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When working with signals many times it is helpful to break up a signal into smaller, more manageable parts. Hopefully bynow you have been exposed to the concept of eigenvectors and there use in decomposing a signal into one of its possible basis.By doing this we are able to simplify our calculations of signals and systems through eigenfunctions of LTI systems .
Now we would like to look at an alternative way to represent signals, through the use of orthonormal basis . We can think of orthonormal basis as a set of building blockswe use to construct functions. We will build up the signal/vector as a weighted sum of basis elements.
The complex sinusoids
$\frac{1}{\sqrt{T}}e^{i{\omega}_{0}nt}$ for all
$()$∞
In our
Fourier
series equation,
$f(t)=\sum_{n=()} $∞
Recall our definition of a basis : A set of vectors $\{{b}_{i}\}$ in a vector space $S$ is a basis if
Condition 2 in the above definition says we can decompose any vector in terms of the $\{{b}_{i}\}$ . Condition 1 ensures that the decomposition is unique (think about this at home).
Let us look at simple example in ${\mathbb{R}}^{2}$ , where we have the following vector: $$x=\left(\begin{array}{c}1\\ 2\end{array}\right)()$$ Standard Basis: $\{{e}_{0}, {e}_{1}\}()=\{\left(\begin{array}{c}1\\ 0\end{array}\right), \left(\begin{array}{c}0\\ 1\end{array}\right)\}()$ $$x={e}_{0}+2{e}_{1}$$ Alternate Basis: $\{{h}_{0}, {h}_{1}\}()=\{\left(\begin{array}{c}1\\ 1\end{array}\right), \left(\begin{array}{c}1\\ -1\end{array}\right)\}()$ $$x=\frac{3}{2}{h}_{0}+\frac{-1}{2}{h}_{1}$$
In general, given a basis $\{{b}_{0}, {b}_{1}\}()$ and a vector $x\in {\mathbb{R}}^{2}$ , how do we find the ${\alpha}_{0}$ and ${\alpha}_{1}$ such that
Now let us address the question posed above about finding ${\alpha}_{i}$ 's in general for ${\mathbb{R}}^{2}$ . We start by rewriting [link] so that we can stack our ${b}_{i}$ 's as columns in a 2×2 matrix.
Here is a simple example, which shows a little more detail about the above equations.
To make notation simpler, we define the following two itemsfrom the above equations:
Given a standard basis, $\{\begin{pmatrix}1\\ 0\\ \end{pmatrix}, \begin{pmatrix}0\\ 1\\ \end{pmatrix}\}$ , then we have the following basis matrix: $$B=\begin{pmatrix}0 & 1\\ 1 & 0\\ \end{pmatrix}$$
To get the ${\alpha}_{i}$ 's, we solve for the coefficient vector in [link]
Let us look at the standard basis first and try to calculate $\alpha $ from it. $$B=\begin{pmatrix}1 & 0\\ 0 & 1\\ \end{pmatrix}=I$$ Where $I$ is the identity matrix . In order to solve for $\alpha $ let us find the inverse of $B$ first (which is obviously very trivial in this case): $$B^{(-1)}=\begin{pmatrix}1 & 0\\ 0 & 1\\ \end{pmatrix}$$ Therefore we get, $$\alpha =B^{(-1)}x=x$$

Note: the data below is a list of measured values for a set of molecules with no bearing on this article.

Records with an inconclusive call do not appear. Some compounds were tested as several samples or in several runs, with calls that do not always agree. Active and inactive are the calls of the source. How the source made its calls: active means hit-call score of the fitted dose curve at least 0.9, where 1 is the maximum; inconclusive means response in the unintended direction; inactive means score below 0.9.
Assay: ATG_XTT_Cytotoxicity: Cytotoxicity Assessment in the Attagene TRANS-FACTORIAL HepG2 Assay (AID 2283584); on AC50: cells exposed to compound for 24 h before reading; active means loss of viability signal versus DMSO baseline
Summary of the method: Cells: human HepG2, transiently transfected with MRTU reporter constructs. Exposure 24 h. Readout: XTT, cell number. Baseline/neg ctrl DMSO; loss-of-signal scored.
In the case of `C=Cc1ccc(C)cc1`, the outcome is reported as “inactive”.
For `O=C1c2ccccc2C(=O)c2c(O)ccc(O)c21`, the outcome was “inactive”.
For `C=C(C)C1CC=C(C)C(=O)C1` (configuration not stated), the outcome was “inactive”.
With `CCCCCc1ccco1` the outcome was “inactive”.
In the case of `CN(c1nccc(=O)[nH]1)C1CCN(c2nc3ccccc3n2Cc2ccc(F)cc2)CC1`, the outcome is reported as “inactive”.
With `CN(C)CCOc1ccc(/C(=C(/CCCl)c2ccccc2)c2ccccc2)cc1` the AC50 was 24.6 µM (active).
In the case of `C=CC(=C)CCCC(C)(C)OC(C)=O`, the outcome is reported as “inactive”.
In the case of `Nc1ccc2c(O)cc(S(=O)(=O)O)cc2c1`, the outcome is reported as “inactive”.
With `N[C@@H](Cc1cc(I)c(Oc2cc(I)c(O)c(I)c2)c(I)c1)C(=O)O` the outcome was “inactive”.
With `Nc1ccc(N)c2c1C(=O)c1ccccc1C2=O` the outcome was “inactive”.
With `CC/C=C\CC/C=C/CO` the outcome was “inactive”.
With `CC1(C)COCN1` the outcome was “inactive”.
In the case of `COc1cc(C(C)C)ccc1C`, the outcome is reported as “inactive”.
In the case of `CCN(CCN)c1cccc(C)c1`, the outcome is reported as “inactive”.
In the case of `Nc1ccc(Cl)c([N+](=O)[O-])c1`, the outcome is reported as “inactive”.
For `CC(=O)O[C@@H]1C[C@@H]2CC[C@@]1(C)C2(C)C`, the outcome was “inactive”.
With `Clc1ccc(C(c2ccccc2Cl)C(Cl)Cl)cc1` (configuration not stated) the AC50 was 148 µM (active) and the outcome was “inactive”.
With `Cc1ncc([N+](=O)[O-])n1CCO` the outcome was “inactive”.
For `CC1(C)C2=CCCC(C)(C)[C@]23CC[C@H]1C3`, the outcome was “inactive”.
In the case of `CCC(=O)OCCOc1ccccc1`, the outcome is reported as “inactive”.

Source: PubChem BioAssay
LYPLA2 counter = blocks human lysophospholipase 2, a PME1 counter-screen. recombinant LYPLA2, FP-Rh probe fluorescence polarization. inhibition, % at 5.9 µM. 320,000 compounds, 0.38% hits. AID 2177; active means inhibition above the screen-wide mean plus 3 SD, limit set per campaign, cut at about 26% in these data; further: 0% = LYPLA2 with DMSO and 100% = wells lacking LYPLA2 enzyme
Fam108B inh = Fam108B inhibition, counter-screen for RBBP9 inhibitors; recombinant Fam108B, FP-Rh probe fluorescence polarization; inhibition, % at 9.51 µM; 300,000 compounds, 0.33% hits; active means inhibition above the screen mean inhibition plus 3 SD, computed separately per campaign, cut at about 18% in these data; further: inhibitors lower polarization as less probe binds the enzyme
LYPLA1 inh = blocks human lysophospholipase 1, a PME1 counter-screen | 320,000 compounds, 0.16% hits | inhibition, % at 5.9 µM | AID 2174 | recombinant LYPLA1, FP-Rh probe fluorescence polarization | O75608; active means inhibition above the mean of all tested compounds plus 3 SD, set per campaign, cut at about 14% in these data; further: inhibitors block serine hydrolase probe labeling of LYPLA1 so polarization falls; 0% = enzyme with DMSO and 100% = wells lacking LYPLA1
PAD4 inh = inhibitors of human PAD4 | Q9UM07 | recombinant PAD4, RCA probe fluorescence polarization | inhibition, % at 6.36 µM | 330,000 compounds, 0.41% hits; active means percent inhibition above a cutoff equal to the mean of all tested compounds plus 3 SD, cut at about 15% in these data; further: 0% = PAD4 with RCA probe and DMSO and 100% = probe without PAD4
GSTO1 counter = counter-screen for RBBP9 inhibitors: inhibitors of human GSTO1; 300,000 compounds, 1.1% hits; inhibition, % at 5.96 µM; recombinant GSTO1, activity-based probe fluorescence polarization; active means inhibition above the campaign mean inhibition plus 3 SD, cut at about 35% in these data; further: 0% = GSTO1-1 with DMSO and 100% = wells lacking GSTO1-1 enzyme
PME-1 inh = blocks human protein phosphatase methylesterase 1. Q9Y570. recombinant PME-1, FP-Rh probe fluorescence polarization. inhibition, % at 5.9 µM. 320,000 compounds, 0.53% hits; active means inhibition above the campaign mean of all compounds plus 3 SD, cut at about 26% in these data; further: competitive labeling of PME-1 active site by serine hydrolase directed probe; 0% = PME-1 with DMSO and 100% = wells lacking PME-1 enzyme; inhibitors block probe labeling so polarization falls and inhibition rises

Let us look at a ever-so-slightly more complicated basis of $\{\begin{pmatrix}1\\ 1\\ \end{pmatrix}, \begin{pmatrix}1\\ -1\\ \end{pmatrix}\}=\{{h}_{0}, {h}_{1}\}$ Then our basis matrix and inverse basis matrix becomes: $$B=\begin{pmatrix}1 & 1\\ 1 & -1\\ \end{pmatrix}$$ $$B^{(-1)}=\begin{pmatrix}\frac{1}{2} & \frac{1}{2}\\ \frac{1}{2} & \frac{-1}{2}\\ \end{pmatrix}$$ and for this example it is given that $$x=\begin{pmatrix}3\\ 2\\ \end{pmatrix}$$ Now we solve for $\alpha $ $$\alpha =B^{(-1)}x=\begin{pmatrix}\frac{1}{2} & \frac{1}{2}\\ \frac{1}{2} & \frac{-1}{2}\\ \end{pmatrix}\begin{pmatrix}3\\ 2\\ \end{pmatrix}=\begin{pmatrix}2.5\\ 0.5\\ \end{pmatrix}$$ and we get $$x=2.5{h}_{0}+0.5{h}_{1}$$
Now we are given the following basis matrix and $x$ : $$\{{b}_{0}, {b}_{1}\}=\{\begin{pmatrix}1\\ 2\\ \end{pmatrix}, \begin{pmatrix}3\\ 0\\ \end{pmatrix}\}$$ $$x=\begin{pmatrix}3\\ 2\\ \end{pmatrix}$$ For this problem, make a sketch of the bases and then represent $x$ in terms of ${b}_{0}$ and ${b}_{1}$ .
In order to represent $x$ in terms of ${b}_{0}$ and ${b}_{1}$ we will follow the same steps we used in the above example. $$B=\begin{pmatrix}1 & 2\\ 3 & 0\\ \end{pmatrix}$$ $$B^{(-1)}=\begin{pmatrix}0 & \frac{1}{2}\\ \frac{1}{3} & \frac{-1}{6}\\ \end{pmatrix}$$ $$\alpha =B^{(-1)}x=\begin{pmatrix}1\\ \frac{2}{3}\\ \end{pmatrix}$$ And now we can write $x$ in terms of ${b}_{0}$ and ${b}_{1}$ . $$x={b}_{0}+\frac{2}{3}{b}_{1}$$ And we can easily substitute in our known values of ${b}_{0}$ and ${b}_{1}$ to verify our results.
We can also extend all these ideas past just ${\mathbb{R}}^{2}$ and look at them in ${\mathbb{R}}^{n}$ and ${\u2102}^{n}$ . This procedure extends naturally to higher (>2) dimensions. Given a basis $\{{b}_{0}, {b}_{1}, \dots , {b}_{n-1}\}$ for ${\mathbb{R}}^{n}$ , we want to find $\{{\alpha}_{0}, {\alpha}_{1}, \dots , {\alpha}_{n-1}\}$ such that
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